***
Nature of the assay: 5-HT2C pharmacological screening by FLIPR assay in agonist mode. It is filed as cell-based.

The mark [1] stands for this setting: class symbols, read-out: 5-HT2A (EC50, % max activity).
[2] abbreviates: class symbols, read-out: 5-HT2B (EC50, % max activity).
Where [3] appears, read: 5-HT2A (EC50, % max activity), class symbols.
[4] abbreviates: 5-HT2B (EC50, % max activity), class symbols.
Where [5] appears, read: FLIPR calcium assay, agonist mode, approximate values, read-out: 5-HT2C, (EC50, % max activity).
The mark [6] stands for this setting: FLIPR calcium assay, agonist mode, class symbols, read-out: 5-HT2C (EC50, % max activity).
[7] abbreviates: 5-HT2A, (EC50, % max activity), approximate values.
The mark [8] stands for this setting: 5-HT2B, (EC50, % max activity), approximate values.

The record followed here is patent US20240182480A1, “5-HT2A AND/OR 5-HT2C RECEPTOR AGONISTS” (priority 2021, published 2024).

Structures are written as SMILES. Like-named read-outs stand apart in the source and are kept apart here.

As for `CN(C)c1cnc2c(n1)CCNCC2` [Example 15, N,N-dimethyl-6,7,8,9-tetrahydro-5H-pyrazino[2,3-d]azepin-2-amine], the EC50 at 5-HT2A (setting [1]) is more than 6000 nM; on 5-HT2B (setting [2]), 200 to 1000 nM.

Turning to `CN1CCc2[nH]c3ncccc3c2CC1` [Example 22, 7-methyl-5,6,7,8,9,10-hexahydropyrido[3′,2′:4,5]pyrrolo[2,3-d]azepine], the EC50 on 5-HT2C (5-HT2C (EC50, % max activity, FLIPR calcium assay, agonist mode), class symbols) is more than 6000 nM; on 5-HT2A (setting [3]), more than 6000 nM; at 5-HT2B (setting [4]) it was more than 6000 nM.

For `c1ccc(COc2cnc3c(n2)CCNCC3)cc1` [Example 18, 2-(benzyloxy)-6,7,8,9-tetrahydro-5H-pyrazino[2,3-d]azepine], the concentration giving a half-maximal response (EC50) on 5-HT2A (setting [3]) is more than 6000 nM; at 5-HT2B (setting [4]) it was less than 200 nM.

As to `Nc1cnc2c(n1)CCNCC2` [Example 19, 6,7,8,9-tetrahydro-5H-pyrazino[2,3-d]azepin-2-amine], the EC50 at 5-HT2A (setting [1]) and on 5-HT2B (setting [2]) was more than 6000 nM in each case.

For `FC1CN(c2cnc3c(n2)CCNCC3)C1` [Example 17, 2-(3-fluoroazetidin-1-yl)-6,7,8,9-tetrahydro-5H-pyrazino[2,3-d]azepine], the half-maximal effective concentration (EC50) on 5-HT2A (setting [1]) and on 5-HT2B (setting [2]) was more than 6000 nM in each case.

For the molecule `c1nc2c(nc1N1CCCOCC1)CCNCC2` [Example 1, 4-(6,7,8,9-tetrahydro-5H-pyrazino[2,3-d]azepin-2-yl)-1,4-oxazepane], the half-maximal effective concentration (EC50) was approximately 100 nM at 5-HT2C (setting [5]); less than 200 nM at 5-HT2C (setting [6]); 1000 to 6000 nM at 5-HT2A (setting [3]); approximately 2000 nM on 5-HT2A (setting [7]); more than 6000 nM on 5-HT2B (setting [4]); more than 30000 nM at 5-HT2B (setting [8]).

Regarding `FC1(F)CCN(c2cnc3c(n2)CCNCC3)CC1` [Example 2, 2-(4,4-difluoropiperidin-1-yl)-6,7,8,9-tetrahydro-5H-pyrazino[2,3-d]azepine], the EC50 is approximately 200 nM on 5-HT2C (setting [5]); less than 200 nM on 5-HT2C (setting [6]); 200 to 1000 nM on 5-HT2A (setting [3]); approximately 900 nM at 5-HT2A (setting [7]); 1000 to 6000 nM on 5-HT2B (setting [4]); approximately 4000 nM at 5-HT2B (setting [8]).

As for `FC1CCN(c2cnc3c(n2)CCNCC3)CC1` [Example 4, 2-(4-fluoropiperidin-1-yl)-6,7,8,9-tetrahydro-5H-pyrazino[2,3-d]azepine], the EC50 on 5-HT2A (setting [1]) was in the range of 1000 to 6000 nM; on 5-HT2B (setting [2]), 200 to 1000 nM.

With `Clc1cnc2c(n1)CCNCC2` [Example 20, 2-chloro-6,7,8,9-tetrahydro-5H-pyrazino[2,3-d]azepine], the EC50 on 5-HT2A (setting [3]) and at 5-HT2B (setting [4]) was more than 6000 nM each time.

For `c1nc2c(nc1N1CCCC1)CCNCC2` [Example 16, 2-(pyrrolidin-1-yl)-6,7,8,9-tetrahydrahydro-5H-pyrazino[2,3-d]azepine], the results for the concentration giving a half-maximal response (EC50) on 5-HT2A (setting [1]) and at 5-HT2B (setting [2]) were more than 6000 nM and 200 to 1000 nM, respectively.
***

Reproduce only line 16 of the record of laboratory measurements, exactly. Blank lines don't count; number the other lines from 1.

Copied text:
For `FC1CN(c2cnc3c(n2)CCNCC3)C1` [Example 17, 2-(3-fluoroazetidin-1-yl)-6,7,8,9-tetrahydro-5H-pyrazino[2,3-d]azepine], the half-maximal effective concentration (EC50) on 5-HT2A (setting [1]) and on 5-HT2B (setting [2]) was more than 6000 nM in each case.